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Postnuptial agreements provide financial clarity for couples

Many Colorado residents are familiar with the term "prenuptial agreement." Even if they are not married or if they are married, but did not execute a prenup prior to tying the knot, they may have a vague understanding of what these family law contracts do. Put simply, a prenuptial agreement is an agreement that two people enter into before they get married and that spells out what their financial and property rights will be during their union and what will happen with those assets if the partners choose to divorce.

Less familiar to readers of this blog may be the term "postnuptial agreement." Given its prefix, a reader may surmise that a postnuptial agreement is created after a person is married and this interpretation would be correct. Postnuptial agreements are made between married people and divide the partners' financial rights and liabilities for their marriage as well as their post-marital lives if they choose to divorce.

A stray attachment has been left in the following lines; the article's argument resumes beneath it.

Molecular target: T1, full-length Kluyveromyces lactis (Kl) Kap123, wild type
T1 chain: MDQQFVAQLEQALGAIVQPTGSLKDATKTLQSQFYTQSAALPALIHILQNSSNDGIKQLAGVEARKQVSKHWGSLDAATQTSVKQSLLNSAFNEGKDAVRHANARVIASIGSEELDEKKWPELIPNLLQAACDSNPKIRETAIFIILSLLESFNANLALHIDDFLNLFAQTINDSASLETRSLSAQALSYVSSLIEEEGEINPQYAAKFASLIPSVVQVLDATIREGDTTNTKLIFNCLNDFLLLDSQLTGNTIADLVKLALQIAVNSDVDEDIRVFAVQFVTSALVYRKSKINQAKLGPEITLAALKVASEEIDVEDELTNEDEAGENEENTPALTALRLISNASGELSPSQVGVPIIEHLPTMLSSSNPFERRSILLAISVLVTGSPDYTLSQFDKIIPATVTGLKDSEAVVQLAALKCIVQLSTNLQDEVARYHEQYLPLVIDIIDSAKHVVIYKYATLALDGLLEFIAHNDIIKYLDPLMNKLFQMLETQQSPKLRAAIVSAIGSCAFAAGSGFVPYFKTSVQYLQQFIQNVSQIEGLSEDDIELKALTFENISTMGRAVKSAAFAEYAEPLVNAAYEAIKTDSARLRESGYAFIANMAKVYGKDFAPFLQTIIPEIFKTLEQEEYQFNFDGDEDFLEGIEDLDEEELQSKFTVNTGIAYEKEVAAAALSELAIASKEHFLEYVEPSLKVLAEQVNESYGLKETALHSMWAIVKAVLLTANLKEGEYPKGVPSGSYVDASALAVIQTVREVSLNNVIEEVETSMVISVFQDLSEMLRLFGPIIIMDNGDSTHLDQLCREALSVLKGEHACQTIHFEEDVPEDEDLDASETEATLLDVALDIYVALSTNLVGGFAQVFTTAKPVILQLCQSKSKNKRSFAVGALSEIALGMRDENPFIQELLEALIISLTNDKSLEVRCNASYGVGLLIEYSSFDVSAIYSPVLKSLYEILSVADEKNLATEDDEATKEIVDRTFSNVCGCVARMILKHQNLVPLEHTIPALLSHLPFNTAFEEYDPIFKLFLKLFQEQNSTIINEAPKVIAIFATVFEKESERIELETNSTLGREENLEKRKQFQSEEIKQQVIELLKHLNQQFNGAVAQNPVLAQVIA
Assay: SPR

While prenuptial agreements are sometimes seen as unromantic, postnuptial agreements can sometimes be seen as signs of strife in marriages. Money, and how it is managed between the partners of a married couple, can be indicators of problems between spouses; this stress can impact the relationships of both same-sex and heterosexual couples. To this end, for some couples, the creation of postnuptial agreements provides a safe arena in which differences may be sorted out and agreements may be made so that marital relationships may continue to endure.

Postnuptial agreements do not save every marriage, and for those couples who cannot remain married after executing them, divorce is always an option. When couples that have created postnuptial agreements choose to divorce, their postnuptial contracts can provide guidance to Colorado courts and help ease the process of dividing their assets. Postnuptial agreements can be invalidated, though, if they are not properly executed and individuals who believe that postnuptial agreements may serve their family law needs may wish to discuss their ideas with family law attorneys.

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Mary Kay Kramer, P.C.
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